Friday, May 20, 2016
So far, having to hide my empty backpack in a bush behind The Durham Armory to get in may be my least favorite moment of Moogfest 2016. At the end of day two, this festival has largely exceeded the expectations I set.
For starters, the distance between venues hasn’t been the issue people made it out to be. As someone who attended Moogfest in 2011, 2012, and 2014, or in the Asheville days, the walk from say, Motorco to The Pinhook, doesn’t feel significantly different than it did from, say, The Orange Peel to the Asheville arena, even if the Durham distance is a bit longer end to end. As with any festival, any walk does lead to some tricky choices to make about committing to sets, but rest assured, it’s not quite the long distance I’ve seen cited elsewhere.
Not everything is perfect, of course. As I alluded to earlier, several of the venues, including Motorco and The Armory, have a strict no-backpack policy after six p.m., a small but important detail that wasn’t advertised. This led to frustration when festivalgoers were turned away from the door with no offsite coat check, no explanation, no nothing. Like many who drove in with friends or were staying out of town, I didn’t have access to a nearby car or apartment, so I either had to hide my bag somewhere or skip a lot of shows.
Now, on to those shows and talks: Even more than Thursday, Friday was packed with highbrow daytime programming. There was an inscrutable, rambling keynote by SiriusXM’s Dr. Martine Rothblatt, which featured a video of Morgan Freeman talking to a cybernetic head made to imitate human consciousness. There was a lengthy panel on dub music. There was a Song Exploder podcast recording with ODESZA. There was a GZA interview. There was another Durational performance in the ballroom of the 21c Museum hotel with experimental wunderkind EMA and Jana Hunter.
At the start of the evening at Motorco Park, a nondescript parking lot next to Motorco Music Hall with a towering stage and, true to the amphitheater model, overpriced PBR, Los Angeles noise-and-synthpop freaks HEALTH arrived beneath slate gray skies. They were once a scrappy noise band, and their live set still reflects a bit of that ferocity, even if 2015’s Death Magic sculpted their feedback and static into structured, palatable electronic rock. The band flailed their mics around, jerked them into the corners of their amps, and generally pulled the sort of stage antics you’d expect from a much smaller, grimier band.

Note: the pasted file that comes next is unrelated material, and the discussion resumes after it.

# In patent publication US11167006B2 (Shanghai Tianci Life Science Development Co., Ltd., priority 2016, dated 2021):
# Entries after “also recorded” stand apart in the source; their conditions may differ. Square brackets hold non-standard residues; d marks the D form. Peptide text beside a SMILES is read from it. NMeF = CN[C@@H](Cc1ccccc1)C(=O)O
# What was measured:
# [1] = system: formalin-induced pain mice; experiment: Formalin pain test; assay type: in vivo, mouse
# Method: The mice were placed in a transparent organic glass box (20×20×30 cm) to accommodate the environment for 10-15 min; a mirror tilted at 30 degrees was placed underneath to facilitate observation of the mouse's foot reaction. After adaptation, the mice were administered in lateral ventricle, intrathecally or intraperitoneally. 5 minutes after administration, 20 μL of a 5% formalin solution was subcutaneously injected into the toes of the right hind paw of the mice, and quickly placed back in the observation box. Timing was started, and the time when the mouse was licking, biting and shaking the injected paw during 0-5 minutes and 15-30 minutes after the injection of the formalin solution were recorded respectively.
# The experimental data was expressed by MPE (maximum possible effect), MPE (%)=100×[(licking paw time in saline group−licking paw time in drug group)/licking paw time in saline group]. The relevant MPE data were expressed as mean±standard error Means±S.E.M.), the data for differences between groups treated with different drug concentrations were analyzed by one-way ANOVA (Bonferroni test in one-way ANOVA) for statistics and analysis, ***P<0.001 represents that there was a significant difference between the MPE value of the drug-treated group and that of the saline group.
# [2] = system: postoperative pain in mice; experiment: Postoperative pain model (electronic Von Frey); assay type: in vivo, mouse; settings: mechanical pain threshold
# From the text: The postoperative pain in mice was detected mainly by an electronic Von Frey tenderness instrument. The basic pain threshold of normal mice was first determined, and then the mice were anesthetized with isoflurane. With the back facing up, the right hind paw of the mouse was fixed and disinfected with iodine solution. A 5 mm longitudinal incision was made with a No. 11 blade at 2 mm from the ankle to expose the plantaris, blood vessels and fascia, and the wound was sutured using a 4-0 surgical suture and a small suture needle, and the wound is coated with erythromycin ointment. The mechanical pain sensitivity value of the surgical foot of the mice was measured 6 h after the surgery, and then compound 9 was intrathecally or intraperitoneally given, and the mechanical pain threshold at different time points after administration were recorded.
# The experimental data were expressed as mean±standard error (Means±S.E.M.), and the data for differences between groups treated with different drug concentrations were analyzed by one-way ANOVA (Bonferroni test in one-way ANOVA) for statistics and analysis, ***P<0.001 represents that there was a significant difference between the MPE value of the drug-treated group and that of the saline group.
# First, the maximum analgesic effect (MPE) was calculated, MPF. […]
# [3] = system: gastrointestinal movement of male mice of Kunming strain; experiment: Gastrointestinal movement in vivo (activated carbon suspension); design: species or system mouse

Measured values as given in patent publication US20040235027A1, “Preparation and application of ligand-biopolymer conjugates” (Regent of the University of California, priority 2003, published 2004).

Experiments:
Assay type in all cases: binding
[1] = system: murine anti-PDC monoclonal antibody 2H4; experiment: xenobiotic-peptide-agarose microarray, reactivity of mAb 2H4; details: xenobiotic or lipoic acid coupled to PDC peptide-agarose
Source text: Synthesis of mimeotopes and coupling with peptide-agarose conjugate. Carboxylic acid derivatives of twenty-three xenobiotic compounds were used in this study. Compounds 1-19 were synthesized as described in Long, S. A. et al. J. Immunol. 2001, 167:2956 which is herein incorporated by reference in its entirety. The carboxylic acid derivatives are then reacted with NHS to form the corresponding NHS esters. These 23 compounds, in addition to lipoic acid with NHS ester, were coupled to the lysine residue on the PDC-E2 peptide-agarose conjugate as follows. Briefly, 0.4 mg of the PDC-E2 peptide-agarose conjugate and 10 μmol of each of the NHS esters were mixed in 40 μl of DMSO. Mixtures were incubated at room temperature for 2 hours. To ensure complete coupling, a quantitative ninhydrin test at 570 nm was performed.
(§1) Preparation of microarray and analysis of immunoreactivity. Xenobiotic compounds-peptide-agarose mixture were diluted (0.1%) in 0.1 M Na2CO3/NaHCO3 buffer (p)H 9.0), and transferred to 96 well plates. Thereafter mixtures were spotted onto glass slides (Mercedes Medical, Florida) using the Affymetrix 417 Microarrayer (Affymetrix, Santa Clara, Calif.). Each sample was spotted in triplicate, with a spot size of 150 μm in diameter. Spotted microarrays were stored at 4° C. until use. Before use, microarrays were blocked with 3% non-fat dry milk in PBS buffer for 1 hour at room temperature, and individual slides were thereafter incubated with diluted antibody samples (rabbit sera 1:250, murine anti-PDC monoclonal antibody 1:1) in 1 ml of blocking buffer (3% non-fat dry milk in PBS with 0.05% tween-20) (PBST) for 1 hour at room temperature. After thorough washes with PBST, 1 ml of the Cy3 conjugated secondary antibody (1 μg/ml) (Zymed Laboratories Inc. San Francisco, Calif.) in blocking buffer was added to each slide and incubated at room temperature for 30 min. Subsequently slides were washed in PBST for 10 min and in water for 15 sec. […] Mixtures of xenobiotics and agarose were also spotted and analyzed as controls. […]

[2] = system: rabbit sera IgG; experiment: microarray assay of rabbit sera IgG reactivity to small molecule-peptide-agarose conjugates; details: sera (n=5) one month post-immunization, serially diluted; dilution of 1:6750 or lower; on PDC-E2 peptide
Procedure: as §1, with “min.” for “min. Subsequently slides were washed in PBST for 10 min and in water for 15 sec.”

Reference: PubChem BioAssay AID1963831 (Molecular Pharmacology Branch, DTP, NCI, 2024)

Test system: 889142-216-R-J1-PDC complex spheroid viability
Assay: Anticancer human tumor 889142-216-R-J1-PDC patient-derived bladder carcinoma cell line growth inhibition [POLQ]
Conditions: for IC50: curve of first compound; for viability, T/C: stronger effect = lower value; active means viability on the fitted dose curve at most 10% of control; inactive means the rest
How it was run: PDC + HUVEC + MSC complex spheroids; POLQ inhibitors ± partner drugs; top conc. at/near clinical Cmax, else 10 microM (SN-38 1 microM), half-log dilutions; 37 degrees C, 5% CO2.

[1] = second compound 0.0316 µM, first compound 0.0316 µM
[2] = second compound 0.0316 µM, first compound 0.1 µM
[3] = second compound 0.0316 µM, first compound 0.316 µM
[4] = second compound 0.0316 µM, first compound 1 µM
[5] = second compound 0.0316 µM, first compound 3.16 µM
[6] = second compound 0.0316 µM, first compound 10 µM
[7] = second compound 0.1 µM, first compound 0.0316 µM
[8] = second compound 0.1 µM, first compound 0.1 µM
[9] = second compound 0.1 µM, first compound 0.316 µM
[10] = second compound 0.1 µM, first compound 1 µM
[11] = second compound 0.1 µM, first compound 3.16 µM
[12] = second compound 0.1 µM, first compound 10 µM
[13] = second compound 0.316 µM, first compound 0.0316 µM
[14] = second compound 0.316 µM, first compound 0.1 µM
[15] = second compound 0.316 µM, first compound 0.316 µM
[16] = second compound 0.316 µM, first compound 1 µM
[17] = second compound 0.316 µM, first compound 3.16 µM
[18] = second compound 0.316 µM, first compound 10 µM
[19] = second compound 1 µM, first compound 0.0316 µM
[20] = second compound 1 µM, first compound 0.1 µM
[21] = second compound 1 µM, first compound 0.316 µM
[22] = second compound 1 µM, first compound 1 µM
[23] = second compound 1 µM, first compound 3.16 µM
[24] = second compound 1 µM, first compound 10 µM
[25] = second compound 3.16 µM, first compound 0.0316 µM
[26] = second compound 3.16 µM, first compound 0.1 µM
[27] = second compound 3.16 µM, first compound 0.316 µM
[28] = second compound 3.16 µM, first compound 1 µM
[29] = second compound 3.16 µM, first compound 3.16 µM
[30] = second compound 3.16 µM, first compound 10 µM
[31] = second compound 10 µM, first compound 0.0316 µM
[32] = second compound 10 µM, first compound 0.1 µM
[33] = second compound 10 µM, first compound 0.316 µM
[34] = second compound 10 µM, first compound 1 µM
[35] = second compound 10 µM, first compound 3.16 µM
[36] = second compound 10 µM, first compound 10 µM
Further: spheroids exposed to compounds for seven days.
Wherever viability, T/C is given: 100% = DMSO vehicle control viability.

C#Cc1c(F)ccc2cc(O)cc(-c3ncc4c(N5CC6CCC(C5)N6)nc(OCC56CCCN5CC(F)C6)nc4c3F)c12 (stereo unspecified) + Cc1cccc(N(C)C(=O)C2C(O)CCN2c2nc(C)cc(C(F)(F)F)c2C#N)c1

Perhaps the single largest draw for casual Moogfest attendees this year, Grimes and a troupe of dancers braved light rain Friday evening for a powerful, vividly choreographed set that underlined how far she’s come since her appearance as a virtual unknown at Moogfest 2011. She commanded the stage, shimmying from one end to the other and only stopping to trigger samples or play guitar, MIDI drums, or a twinkling synth line. Even those who don’t necessarily gravitate toward her music could appreciate the showmanship of what she does—including her huge scream at the end of her single “Realti,” where her howl was probably heard in many residential living rooms in the surrounding neighborhoods. It made me imagine a Grimes-style harsh noise album that, knowing her, actually exists in her vaults.
I left Grimes a bit early to catch Pacific Northwest drone legend Grouper, whose performance at Carolina Theatre was beautiful, even if, after Grimes, I wasn’t quite in the right frame of mind to receive it. There are kinds of music that I don’t think “work” a la carte, and deep, introspective ambient sound like Grouper is one of them. Her music requires attention, not the sugar high left over from a Grimes show. She sat cross-legged on the stage and strummed in shadow, while dreamlike 16mm visuals from her friend and collaborator Paul Clipson screened above. That would have been curious in Motorco Park, huh?
My favorite discovery of Moogfest so far came a little later with the elegant, anthemic music of UK duo Bicep, who played The Armory. The Armory is, I think, one of the great secret weapons of Moogfest, rivaling all the other indoor Moog venues in size and boasting one of the most powerful sound systems I’ve ever heard in a Triangle club. Bicep rocked an incredible set of—here’s the word—muscular house music, complete with a spinning array of biceps projected behind them. The crowd was into it and dancing hard, even those wearing far too much denim to make such a thing seem comfortable.